Of course, if any situation becomes too sticky, the shower is usually just a step away and it always being hot, any time is a good time to have a shower.

I still haven’t really complained about the weather but the last few days have been torturously hot.  We’ve also been busy and having to get things tidied up in the garden.  Amy’s parents and brother coming to help out early in the mornings.

The reason for all this was that April 12th was our house blessing.  Amy had to do some negotiating with her family about meeting this requirement that her dad insisted upon.  A big house blessing can involve up to 9 monks, all family members and all the local villagers.  And you have to feed them all too, as they sticky beak around all your belongings and criticise colour choices etc.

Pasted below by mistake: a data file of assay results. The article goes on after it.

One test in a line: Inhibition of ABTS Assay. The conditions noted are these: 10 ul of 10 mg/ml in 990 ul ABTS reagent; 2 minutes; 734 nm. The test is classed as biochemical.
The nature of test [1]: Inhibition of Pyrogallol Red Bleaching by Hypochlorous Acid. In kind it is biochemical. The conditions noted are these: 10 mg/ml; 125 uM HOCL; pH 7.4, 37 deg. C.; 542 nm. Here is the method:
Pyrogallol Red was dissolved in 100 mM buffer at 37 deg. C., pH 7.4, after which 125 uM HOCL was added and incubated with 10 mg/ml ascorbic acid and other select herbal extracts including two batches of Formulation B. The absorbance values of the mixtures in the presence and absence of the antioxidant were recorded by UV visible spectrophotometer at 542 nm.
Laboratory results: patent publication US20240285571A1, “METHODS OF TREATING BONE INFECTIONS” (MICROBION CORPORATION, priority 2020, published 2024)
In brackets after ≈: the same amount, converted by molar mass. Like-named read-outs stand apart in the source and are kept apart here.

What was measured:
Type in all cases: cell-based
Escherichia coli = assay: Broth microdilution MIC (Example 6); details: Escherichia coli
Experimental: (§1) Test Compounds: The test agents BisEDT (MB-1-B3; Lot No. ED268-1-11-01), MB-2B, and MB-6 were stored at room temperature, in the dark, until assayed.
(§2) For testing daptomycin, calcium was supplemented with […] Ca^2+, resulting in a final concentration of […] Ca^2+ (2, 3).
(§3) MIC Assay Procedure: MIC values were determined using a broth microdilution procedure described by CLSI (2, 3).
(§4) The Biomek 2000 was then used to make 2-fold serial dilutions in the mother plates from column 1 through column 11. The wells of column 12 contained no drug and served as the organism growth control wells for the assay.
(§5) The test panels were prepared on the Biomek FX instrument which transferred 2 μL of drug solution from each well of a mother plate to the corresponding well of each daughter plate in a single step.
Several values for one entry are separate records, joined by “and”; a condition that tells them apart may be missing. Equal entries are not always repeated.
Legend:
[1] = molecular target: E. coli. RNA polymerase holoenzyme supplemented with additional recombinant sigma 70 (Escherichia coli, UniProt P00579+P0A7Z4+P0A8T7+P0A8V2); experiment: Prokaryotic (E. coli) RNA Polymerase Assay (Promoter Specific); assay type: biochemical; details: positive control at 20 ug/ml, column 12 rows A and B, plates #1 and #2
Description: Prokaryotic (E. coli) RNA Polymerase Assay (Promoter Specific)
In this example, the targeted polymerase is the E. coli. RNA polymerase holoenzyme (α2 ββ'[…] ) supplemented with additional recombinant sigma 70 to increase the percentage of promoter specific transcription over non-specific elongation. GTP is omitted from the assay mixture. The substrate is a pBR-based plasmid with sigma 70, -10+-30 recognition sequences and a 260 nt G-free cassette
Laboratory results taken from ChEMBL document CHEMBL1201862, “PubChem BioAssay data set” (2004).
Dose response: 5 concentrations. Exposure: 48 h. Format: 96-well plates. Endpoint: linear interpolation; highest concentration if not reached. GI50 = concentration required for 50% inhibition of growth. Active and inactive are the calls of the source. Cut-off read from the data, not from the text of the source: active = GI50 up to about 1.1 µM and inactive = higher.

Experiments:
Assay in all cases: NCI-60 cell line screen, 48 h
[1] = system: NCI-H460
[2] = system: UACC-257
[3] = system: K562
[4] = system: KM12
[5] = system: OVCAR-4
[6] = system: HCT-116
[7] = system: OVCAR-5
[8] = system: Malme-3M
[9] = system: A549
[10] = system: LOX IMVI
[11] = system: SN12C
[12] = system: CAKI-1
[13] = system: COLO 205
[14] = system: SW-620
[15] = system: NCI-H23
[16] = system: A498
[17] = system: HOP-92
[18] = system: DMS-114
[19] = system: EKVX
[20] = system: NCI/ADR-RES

Amy negotiated down to one monk and about 20 family members and for it to be done as quickly as possible.  This still took about 3 hours and a day and a half of food preparations and another day to clean up.

I was introduced to one of the guys from the local temple who was really nice.  He would lead the ceremony whilst the monk did all the chanting and er….things.  It was both beautiful and ridiculous.  I was expecting a solemn affair with everyone paying undivided attention but people seemed to come and go, fuss about and fidget as even for the experienced here, sitting cross-legged on a tile floor for an hour or so is not easy.  My mind wandered a lot but when all said and done it was fine.  Now, everyone – get out of our house!